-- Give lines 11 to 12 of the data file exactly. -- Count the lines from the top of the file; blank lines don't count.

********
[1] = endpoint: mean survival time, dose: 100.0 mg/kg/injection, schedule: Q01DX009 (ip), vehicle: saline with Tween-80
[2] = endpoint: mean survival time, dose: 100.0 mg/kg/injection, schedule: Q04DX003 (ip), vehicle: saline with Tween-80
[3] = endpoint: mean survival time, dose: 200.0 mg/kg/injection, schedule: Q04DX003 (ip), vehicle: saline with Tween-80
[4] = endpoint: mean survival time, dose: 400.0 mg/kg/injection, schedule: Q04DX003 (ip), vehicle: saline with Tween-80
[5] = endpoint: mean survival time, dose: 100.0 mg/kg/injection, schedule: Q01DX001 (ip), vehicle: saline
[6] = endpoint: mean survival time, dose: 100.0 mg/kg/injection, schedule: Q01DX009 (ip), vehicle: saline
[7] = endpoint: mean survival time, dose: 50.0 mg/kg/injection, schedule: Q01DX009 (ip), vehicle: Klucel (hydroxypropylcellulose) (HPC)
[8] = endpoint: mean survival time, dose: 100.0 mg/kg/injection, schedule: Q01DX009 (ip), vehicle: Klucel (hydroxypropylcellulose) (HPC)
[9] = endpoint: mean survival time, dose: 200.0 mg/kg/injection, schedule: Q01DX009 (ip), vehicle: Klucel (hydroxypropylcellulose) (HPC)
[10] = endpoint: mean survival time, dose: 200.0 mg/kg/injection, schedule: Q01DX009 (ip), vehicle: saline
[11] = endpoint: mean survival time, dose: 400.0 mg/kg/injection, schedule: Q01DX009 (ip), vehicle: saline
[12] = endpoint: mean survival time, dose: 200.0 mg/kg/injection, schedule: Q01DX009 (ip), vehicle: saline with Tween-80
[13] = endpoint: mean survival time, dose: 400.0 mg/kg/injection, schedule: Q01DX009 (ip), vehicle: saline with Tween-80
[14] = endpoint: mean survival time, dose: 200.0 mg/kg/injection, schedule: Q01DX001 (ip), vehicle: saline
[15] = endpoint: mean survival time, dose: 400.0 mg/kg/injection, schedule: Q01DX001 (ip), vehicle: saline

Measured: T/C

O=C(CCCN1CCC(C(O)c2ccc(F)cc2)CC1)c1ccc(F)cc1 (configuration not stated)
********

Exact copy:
[11] = endpoint: mean survival time, dose: 400.0 mg/kg/injection, schedule: Q01DX009 (ip), vehicle: saline
[12] = endpoint: mean survival time, dose: 200.0 mg/kg/injection, schedule: Q01DX009 (ip), vehicle: saline with Tween-80